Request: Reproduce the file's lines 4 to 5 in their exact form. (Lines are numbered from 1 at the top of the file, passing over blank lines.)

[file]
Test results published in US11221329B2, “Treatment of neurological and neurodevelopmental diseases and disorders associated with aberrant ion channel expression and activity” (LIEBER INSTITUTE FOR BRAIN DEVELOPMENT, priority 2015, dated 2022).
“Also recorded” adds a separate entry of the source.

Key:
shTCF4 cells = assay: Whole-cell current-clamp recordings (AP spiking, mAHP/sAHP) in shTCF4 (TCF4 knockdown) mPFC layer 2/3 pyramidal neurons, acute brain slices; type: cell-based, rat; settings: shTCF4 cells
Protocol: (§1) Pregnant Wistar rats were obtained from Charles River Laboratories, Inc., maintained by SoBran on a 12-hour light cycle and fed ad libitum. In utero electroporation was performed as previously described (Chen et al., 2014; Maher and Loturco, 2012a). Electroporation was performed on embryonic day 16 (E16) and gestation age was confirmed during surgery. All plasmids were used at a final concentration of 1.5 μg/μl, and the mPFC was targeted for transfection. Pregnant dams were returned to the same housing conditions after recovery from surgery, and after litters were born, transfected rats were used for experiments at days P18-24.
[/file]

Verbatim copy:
shTCF4 cells = assay: Whole-cell current-clamp recordings (AP spiking, mAHP/sAHP) in shTCF4 (TCF4 knockdown) mPFC layer 2/3 pyramidal neurons, acute brain slices; type: cell-based, rat; settings: shTCF4 cells
Protocol: (§1) Pregnant Wistar rats were obtained from Charles River Laboratories, Inc., maintained by SoBran on a 12-hour light cycle and fed ad libitum. In utero electroporation was performed as previously described (Chen et al., 2014; Maher and Loturco, 2012a). Electroporation was performed on embryonic day 16 (E16) and gestation age was confirmed during surgery. All plasmids were used at a final concentration of 1.5 μg/μl, and the mPFC was targeted for transfection. Pregnant dams were returned to the same housing conditions after recovery from surgery, and after litters were born, transfected rats were used for experiments at days P18-24.